Born for Love
why empathy is essential – and endangered.
Maia Szalavitz and Bruce Perry
Harper 2010 374pp
'From birth, when babies' fingers instinctively cling to those of adults, their bodies and brains seek an intimate connection – a bond made possible by empathy, the remarkable ability to love and share the feelings of others.'
Maia Szalavitz, writer and researcher, and Bruce Perry, child psychiatrist, have given us a very readable yet well-researched and informative book which covers their theme thoroughly. They acknowledge the 'recent explosion of scientific reseach on the subject' which shows that empathy and caring are essential to human well-being, not only for establishing co-operative and adaptive communities but also for the health and development of each individual.
They show, using detailed and engaging case studies, how empathy matters because we live our lives in relationships, 'a unique dance of connection'. Empathy influences every way we connect with each other, but the authors worry that electronic media and other aspects of modern life are changing this.
The first case study, and one the authors return to, concerns the Roots of Empathy programme, established by Canadian, Mary Gordon. Her own background, growing up in a compassionate Catholic family where there was always a place at the table for an unmarried pregnant woman or a man just out of prison, shows the strong influence of family. Roots of Empathy makes it possible for school children to get to know a baby and follow the infant's rapid development over the period of a school year. It demonstrates how close attention fosters empathy and how babies are experts at eliciting the attention they need. There are success stories about children whose experiences of abuse or neglect have made them hard to reach, who soften in the course of interactions with the baby and who learn that it is not 'naughty' to have emotions or to make needs known.
The authors explain the biochemistry behind the pleasure both parent and child experience in their reciprocal relationship and the purpose this serves in a species which, for over 150,000 years, lived in small tribes: multigenerational, multifamily communities where child care is shared and where the ratio of adults to children was about four to one. Oxytocin, the hormone which is raised in both parties in a positive parent-child interaction, is also involved in a wide range of loving and trusting relationships between adults.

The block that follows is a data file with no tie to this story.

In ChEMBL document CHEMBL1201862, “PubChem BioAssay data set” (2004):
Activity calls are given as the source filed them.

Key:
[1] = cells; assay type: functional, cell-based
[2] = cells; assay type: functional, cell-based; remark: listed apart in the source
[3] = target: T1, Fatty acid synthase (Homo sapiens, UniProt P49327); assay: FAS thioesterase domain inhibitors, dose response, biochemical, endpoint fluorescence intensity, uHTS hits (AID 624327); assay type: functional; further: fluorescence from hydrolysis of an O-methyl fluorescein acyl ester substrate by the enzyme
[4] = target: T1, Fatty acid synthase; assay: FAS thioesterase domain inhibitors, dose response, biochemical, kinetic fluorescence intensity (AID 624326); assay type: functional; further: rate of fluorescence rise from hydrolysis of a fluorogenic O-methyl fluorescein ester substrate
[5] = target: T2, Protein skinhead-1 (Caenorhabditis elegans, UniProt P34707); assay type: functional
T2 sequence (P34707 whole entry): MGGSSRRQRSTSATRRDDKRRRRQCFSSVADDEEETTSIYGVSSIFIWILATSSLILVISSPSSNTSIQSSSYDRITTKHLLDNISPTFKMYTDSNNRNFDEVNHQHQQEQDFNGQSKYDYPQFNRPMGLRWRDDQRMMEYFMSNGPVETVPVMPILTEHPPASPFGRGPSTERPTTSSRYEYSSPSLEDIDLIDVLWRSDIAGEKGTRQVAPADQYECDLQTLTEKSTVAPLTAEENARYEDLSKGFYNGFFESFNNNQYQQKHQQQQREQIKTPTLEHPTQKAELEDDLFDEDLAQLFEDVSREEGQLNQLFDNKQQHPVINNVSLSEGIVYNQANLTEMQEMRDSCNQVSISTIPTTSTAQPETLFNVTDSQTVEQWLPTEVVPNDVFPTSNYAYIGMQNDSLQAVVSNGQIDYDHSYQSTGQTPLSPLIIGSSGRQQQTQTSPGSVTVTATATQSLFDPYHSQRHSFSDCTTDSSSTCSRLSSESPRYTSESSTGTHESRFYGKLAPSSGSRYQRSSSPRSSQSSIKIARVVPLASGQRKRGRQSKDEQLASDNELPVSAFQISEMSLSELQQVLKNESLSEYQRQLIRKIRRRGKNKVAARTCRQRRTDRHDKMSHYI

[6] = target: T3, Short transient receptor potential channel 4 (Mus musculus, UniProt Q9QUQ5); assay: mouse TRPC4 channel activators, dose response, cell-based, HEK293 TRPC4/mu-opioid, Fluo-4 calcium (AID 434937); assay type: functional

Infants brains are at their most malleable in the first 18 months as every baby is born with potential which has to be developed in a social context. A system of two parents, many caregivers is an enriching one in which empathy is 'caught not taught' ie it has to be experienced to become part of each individual. Success in this process creates trust, altruism, love and collaboration. Failure leads to crime, violence, war, racism and child abuse.
Each case study is drawn from Bruce Perry's work with children and families, with the permission of the people involved, and each illustrates a significant point.
Ryan, who had 18 nannies by the age of three because his well-meaning mother disliked him becoming attached to each one, illustrates the failure of empathy in that, despite his privileged background and stellar performance at school, he commited a brutal rape on a young girl and bragged about it, taking no responsibility for his actions. His ability to form an attachment was so damaged in his pre-school years he could not comprehend his victim's distress.
Eugenia was raised in a sterile Russian orphanage until she was adopted as a toddler. Even though she was given a loving home from an early age, her ability to find comfort in relationships with others has been damaged and, although she is gentle and considerate, she prefers animals to people. Her experience closely parallels the famous 1935 research of René Spitz who compared children raised in American orphanages where sterility and nursing competence was emphasised, with those raised by their own mothers in a prison nursery. Despite the grim surroundings, the prison children did better on every measure of physical, emotional and intellectual development, proving that individualised care is essential to the infant. Yet, in spite of this knowledge, sterile impersonal orphanages were the norm in Russia and Romania until very recently.
Brandon was raised by a severely depressed mother who put him in his high chair with juice to drink and TV to entertain him. By the age of five, Brandon's teeth were ruined and, although he could speak, he had no idea that language was part of a reciprocal interaction.
These examples and others illustrate the importance of learning to see the world from many points of view. The Golden Rules of all major religions emphasise this as summed up by Jesus: 'Do to others what you would have them do to you.' Neuroscience has shown how mirror neurons allow the brain to map someone else's experience on one's own body, to try it out, so to speak. This occurs unconsciously and as the authors say, 'Love grows brains' as the neurons develop in response to interaction with caregivers. Without the attuned caregiver to sooth and comfort, the child's stress levels become overwhelming until he or she either responds with an alarm state or shuts down.
This is a complex book to sum up briefly. It is a rewarding read and although much of what the authors present is familiar from developmental psychology and psychotherapeutic theory, it brings the threads together and indicates a way forward for modern societies: to slow down, value our children and support their parents.